While the Stack Exchange and JIRA APIs were the main meat of the monitor project, there were many small “learnings” I had above and beyond that. VS Code and typings is a wonderful JavaScript experience. Using Q promises and wrapping node calls in Promises with simple one liners made my main code much easier to follow. Node.js and the JavaScript ecosystem has come phenomenally far in four years and it is finally as productive as more “Enterprisey” technologies like .Net and Java.

Android N – Security with Self Signed Certificates

If you are a good developer you are securing your services with SSL encryption. Unless you have put in a lot of effort, local testing still uses the good old fashioned self signed certificate and just click through the warning window of shame.

Screenshot from 2016-05-04 13-04-42

This is great until you are writing a RESTful service to be consumed by something which isn’t a browser. If you are an Android developer you have probably come across blog posts (or the official Android docs) encouraging you to make your own Trust Manager to accept your certificate or, worse, disable certificate checking altogether! However, Android N has come to the rescue with new security configuration features.

Using Self Signed Certificates with Android N

To use a self signed certificate you need to

  1. Add a meta-data tag to your AndroidManifest.xml which points to a security configuration xml file
  2. Add to your xml resources directory the security configuration file
  3. Download your self signed certificate to your project

Edit AndroidManifest.xml

I’ve added in my projects the following code to Android Manifest’s application element
[code lang=”xml”]
<meta-data android:name=""
android:resource="@xml/network_security_config" />

This code just informs Android that the configuration file is found in res/xml/network_security_config.xml.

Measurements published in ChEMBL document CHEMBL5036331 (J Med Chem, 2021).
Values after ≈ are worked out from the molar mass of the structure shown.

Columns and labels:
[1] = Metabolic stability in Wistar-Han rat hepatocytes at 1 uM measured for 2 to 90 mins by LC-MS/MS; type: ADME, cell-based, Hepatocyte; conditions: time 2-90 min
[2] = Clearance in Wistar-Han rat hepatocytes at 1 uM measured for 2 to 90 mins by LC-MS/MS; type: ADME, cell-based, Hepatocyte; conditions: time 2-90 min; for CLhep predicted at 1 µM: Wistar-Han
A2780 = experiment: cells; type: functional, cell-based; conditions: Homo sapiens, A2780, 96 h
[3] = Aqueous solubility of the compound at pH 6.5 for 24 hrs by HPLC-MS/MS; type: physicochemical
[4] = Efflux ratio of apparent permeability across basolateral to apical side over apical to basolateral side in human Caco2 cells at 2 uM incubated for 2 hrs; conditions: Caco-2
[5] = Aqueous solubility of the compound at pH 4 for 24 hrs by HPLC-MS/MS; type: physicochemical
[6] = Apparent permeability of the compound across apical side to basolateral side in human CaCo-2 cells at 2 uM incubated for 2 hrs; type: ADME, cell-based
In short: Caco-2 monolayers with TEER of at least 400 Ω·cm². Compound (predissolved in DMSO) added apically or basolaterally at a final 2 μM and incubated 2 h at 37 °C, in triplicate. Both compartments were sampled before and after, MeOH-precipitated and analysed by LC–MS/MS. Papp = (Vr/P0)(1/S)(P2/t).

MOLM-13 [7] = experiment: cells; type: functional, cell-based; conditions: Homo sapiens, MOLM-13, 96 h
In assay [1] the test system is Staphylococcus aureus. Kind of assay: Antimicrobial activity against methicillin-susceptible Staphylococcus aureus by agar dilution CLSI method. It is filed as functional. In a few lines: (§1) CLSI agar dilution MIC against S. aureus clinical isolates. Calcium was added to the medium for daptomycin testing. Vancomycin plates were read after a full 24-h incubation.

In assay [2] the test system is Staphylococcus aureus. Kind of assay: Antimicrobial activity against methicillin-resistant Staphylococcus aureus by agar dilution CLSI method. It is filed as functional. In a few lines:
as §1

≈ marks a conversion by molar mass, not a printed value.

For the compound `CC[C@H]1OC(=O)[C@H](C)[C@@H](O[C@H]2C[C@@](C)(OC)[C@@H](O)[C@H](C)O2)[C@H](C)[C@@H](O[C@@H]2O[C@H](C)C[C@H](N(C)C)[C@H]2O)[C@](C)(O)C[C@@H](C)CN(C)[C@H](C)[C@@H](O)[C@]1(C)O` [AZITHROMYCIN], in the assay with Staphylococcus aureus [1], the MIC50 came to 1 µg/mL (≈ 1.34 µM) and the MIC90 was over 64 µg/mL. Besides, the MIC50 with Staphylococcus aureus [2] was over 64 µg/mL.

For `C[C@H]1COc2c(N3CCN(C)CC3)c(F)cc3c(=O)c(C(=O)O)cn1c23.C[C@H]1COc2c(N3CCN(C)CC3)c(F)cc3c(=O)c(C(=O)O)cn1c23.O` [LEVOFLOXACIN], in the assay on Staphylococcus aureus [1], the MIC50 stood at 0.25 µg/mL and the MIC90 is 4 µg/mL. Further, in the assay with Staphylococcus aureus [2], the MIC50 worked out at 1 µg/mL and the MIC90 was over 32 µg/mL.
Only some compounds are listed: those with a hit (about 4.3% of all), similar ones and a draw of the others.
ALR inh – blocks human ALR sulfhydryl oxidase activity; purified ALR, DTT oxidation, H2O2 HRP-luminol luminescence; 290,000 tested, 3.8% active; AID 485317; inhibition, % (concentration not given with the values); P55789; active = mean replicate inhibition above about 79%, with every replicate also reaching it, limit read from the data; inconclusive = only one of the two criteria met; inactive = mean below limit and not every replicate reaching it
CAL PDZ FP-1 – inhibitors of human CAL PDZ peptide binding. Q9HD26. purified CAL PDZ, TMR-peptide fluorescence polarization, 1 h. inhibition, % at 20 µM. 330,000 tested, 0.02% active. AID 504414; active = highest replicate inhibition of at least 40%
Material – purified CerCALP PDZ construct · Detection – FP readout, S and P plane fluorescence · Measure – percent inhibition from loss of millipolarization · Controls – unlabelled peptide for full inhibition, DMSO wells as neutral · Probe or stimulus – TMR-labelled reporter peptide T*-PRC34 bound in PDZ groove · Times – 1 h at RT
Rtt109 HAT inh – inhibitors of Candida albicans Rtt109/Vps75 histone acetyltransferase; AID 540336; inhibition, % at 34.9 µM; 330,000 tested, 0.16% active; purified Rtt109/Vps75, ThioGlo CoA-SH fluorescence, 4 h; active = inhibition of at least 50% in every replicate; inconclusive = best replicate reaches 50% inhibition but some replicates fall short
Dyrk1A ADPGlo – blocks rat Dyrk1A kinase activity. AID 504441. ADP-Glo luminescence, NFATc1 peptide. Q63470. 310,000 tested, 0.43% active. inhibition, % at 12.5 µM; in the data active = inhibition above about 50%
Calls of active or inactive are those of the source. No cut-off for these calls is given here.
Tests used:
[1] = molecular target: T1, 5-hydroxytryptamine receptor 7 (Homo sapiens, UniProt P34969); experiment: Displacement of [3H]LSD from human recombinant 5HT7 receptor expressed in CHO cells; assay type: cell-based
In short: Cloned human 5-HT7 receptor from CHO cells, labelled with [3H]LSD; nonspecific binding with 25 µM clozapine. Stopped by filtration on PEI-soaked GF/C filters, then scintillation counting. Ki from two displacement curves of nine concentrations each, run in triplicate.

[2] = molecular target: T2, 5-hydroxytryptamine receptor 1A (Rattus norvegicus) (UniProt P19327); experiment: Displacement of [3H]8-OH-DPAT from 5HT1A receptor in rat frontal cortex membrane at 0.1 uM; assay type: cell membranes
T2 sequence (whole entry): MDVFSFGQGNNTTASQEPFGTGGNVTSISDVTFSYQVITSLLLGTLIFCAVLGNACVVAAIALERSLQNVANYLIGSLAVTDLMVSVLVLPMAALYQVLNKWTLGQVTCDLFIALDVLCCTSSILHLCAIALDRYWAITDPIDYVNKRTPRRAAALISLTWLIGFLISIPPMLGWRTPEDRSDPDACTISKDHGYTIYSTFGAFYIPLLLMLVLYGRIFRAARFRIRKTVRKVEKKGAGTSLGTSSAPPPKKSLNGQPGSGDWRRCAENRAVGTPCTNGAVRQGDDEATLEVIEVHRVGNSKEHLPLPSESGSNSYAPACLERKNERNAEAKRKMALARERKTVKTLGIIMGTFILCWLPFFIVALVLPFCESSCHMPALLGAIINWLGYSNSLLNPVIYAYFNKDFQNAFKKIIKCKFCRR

Creating the Network Security Config

The full documentation for the network security files covers a lot more than our use case for a self signed certificate. It is well worth a read to understand what is being done.

Here is my XML file to load my certificate from the raw directory. I have it named server_aerogear_dev, but the file name is irrelevant. What matters is that the common name in the certificate file matches the domain name of the server. I am pretty sure that this also works with IP addresses, but I haven’t tested it.
[code lang=”xml”]
<?xml version="1.0" encoding="utf-8"?>
<certificates src="@raw/server_aergear_dev"/>

Downloading the certificate

You can download the certificate to the raw directory in your source using your web browser or using the command line.

cd app/src/main/res/raw;
echo -n | openssl s_client -connect | sed -ne ‘/-BEGIN CERTIFICATE-/,/-END CERTIFICATE-/p’ > server_aerogear_dev
// Credit to SO :

Replace the name of the server and the port with configuration appropriate to you.

Final Notes

This is a very simple example of a new feature from Android N. This may change or go out of date. However, this gives us a simple was to manage security and it ALSO works within Android’s build flavor system. Take a look, and stay safe.

RHMAP and Google Accounts in Android